What constitutes valid service of process regarding a summons?

UPDATED: Mar 26, 2012

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What constitutes valid service of process regarding a summons?

My wife was given a writ of summons credit card default to give to me. It was delivered by the sheriff to an address that I no longer reside at and has never touched my hands. Is this a valid “service”? What options do I have?

Asked on March 26, 2012 under Bankruptcy Law, Maryland


FreeAdvice Contributing Attorney / FreeAdvice Contributing Attorney

Answered 10 years ago | Contributor

Under the law, it is presumed that if there is a returned proof of service concerning a summons and complaint filed with the court by the process server stating that it was properly served, that it was. If your wife received the summons that you are writing that was delivered to an address that you no longer reside at, you very well may have been validly subserved with process under the law.

The point is that you now have in hand the summons and complaint concerning a lawsuit against you. The options that you have are to answer the summons and complaint with a filed answer in court, file a motion to quash service stating that you were not timely served (this most likely will be a futile act in the end) or do nothing and risk a possible default judgment against you.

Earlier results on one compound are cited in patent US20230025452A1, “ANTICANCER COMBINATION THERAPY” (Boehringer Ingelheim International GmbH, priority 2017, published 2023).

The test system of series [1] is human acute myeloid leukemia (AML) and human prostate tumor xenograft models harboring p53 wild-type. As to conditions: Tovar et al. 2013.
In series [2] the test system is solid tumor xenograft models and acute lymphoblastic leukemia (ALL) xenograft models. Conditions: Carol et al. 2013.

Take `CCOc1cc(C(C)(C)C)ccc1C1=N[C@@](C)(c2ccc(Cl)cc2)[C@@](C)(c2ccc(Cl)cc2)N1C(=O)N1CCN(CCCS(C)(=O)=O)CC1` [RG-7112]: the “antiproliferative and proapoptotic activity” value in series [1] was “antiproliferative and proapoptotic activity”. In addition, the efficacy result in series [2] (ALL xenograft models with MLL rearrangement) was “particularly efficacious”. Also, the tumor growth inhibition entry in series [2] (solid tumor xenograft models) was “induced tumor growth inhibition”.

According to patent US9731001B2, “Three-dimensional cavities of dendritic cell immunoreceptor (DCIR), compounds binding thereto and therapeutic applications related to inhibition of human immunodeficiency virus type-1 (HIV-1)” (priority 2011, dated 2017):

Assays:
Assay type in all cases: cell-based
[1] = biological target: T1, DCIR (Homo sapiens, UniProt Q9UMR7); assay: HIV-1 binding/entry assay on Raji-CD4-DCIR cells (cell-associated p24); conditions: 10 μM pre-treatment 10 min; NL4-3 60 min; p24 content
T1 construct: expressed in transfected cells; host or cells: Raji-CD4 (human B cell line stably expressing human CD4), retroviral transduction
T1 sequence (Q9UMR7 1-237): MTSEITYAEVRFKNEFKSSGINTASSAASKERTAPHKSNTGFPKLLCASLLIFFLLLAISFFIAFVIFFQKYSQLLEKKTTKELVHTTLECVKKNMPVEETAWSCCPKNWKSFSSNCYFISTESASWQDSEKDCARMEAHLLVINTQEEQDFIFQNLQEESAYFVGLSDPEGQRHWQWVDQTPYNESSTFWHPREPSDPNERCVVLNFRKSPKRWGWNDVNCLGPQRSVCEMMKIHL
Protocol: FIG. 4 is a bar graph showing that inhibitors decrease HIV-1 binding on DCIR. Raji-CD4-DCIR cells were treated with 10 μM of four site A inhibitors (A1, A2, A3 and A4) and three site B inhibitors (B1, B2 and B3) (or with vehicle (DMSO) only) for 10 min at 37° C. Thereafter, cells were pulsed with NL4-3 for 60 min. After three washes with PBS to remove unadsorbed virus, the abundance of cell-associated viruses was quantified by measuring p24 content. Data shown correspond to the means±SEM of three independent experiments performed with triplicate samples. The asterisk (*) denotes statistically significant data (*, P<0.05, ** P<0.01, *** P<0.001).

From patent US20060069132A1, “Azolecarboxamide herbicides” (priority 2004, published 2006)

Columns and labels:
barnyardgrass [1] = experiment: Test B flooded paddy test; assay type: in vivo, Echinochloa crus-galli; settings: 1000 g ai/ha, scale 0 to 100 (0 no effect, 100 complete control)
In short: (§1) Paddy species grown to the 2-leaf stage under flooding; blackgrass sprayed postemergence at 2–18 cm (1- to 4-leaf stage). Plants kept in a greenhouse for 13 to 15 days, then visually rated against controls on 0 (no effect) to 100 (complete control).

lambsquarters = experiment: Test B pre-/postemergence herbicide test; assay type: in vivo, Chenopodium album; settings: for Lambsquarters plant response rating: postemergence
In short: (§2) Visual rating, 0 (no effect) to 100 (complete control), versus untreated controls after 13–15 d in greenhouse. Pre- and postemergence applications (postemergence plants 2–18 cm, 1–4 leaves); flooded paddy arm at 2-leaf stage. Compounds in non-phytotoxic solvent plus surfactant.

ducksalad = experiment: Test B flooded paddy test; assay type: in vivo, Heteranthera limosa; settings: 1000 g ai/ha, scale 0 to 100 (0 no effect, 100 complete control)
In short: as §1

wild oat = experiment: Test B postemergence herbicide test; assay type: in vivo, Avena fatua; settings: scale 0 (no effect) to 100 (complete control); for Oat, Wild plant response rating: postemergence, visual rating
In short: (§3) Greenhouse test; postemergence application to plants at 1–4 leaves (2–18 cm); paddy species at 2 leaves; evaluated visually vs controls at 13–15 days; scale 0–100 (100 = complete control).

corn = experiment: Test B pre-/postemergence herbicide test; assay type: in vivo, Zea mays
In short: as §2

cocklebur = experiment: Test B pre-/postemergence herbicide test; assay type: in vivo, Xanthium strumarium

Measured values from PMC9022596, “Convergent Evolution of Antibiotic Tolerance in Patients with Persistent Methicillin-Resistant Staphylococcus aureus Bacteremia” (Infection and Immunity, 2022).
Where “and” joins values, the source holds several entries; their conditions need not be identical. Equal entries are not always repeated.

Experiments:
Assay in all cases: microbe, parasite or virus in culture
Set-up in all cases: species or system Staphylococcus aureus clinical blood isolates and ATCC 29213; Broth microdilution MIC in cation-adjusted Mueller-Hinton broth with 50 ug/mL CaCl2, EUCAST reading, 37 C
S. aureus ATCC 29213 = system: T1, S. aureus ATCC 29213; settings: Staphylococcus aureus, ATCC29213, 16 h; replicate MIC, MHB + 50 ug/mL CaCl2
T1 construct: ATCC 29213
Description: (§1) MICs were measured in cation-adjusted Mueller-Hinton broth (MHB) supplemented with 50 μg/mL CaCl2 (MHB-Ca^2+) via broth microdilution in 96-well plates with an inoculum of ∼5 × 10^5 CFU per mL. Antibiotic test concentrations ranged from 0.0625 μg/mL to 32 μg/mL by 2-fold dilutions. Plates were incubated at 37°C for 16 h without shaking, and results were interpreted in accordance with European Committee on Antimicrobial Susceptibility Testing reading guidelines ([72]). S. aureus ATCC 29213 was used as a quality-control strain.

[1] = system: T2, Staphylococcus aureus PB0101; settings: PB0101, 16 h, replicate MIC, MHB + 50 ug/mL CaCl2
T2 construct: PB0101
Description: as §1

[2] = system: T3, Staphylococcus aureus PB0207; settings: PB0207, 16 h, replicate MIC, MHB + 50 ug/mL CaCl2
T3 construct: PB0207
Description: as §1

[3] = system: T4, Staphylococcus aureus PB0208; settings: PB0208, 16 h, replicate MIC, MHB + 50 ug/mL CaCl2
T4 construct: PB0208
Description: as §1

IMPORTANT NOTICE: The Answer(s) provided above are for general information only. The attorney providing the answer was not serving as the attorney for the person submitting the question or in any attorney-client relationship with such person. Laws may vary from state to state, and sometimes change. Tiny variations in the facts, or a fact not set forth in a question, often can change a legal outcome or an attorney's conclusion. Although AttorneyPages.com has verified the attorney was admitted to practice law in at least one jurisdiction, he or she may not be authorized to practice law in the jurisdiction referred to in the question, nor is he or she necessarily experienced in the area of the law involved. Unlike the information in the Answer(s) above, upon which you should NOT rely, for personal advice you can rely upon we suggest you retain an attorney to represent you.

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